Reconstruction of the Chieftain of Oss’ funerary urn by Raf Timmermans.

Reconstructing the ceremonial wagons with Izzy Gelman

For my second collaboration, Izzy Gelman offered me a solution to a problem I was having with regard to illustrations I needed for my dissertation. The graves I studied frequently yielded the fragmentary remains of extraordinary and elaborately decorated horse-gear and ceremonial wagons. Due to the destructive nature of the burial practice, often all that remained were small fragments which generally were burned, bent and/or broken. Intact parallels found in the Hallstatt Culture of Central Europe offer clues as to how our Low Countries’ fragments originally would have appeared, but it requires a lot of prior knowledge and often detailed research into specific parallels to be able to determine the original use of horse-gear fragment or wagon decoration – let alone visualize it.

I wanted to do justice to the spectacular nature of the grave goods offered to the deceased, even if small fragments of these exceptional items were all that was interred. What I needed were reconstructions of what the Dutch and Belgian fragments originally looked like. Given the number of different kinds of surviving elements and different burials, I needed over a dozen different reconstructions. Which is where Iz comes in. They (among other media) paint in Photoshop, which means that they can digitally paint in different ‘layers’. For the reconstructions of the horse-gear and wagons, they first painted a basic wooden wagon, yoke and horses that serve as a background for each reconstruction. Then they painted surviving metal elements found in each grave in their appropriate use-location. This means that I can ‘turn on and off’ the various metal elements to create a reconstruction of a specific complex of metal fragments – as they would have appeared in life.

This process forced me to think in detail exactly how the metal elements could have been incorporated (and I stress the could as while we have a good idea on the use of these elements, each case does involve a certain amount of speculation). Izzy would ask me exactly how certain leather elements connected, and I would have to try and figure out the most likely scenario – taking into account both what we know from archaeological parallels, other reconstructions and the actual usability of the horse-gear and wagon reconstructed. As with reconstructing the Chieftain and his funerary urn with Raf, this led to very interesting discussions and forced me to think about things I had not yet focused on.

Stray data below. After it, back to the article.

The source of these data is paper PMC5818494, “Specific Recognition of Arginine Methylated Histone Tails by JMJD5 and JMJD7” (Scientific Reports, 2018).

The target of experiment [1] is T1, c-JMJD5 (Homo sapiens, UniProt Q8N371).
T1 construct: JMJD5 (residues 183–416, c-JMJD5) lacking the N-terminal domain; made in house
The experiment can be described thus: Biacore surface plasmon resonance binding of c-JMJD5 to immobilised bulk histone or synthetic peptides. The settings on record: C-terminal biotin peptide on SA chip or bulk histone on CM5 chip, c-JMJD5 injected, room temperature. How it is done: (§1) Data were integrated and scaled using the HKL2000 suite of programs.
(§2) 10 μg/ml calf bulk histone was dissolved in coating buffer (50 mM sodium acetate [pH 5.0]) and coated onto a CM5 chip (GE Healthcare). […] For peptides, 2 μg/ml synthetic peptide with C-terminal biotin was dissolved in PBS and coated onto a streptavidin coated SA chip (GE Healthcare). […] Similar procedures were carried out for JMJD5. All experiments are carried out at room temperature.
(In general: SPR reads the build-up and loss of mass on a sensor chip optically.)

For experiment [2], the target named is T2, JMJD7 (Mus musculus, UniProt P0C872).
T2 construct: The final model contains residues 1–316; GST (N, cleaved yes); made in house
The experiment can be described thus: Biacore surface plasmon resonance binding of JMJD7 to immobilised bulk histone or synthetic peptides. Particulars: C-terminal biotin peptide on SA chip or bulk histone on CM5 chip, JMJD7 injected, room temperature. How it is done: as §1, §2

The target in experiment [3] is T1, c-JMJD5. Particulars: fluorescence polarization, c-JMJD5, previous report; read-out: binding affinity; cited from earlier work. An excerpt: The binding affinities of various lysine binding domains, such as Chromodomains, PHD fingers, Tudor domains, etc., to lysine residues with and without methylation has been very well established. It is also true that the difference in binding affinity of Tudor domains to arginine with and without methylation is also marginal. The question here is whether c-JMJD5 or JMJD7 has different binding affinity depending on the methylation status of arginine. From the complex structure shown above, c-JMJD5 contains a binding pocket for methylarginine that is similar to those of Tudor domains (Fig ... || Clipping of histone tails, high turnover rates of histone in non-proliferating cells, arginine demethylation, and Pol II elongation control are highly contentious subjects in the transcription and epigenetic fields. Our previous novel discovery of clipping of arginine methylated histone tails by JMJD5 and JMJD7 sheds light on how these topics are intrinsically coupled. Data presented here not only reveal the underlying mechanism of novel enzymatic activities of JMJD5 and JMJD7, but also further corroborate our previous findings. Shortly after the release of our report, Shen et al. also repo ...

Not only did this result in a series of illustrations that show the use of these items, but they also help to bring them alive for those studying them today. We also decided to recreate one of the manners in which we think these wagons were likely used – namely to bring the body of the deceased to his or her funeral pyre. We decided to focus on the Oss Chieftain, and they painted a shrouded body accompanied by the exceptional sword which was bent round in interred with the Chieftain’s cremated remains, and the bronze vessel which would be used as his funerary urn. In the background, they painted one of the barrows of the Oss cemetery where the Chieftain would be laid to rest.

Reconstruction of the Chieftain of Oss' horse-gear, wagon and burial ritual by Isobel Gelman

In short – both Raf with his paints and Izzy with their digital pen helped to bring a dead man alive in our imaginations.

[1] Note that while I refer to the man who was buried in this grave as ‘the Chieftain’ this is a historically evolved name, rather than a designation of his role in life.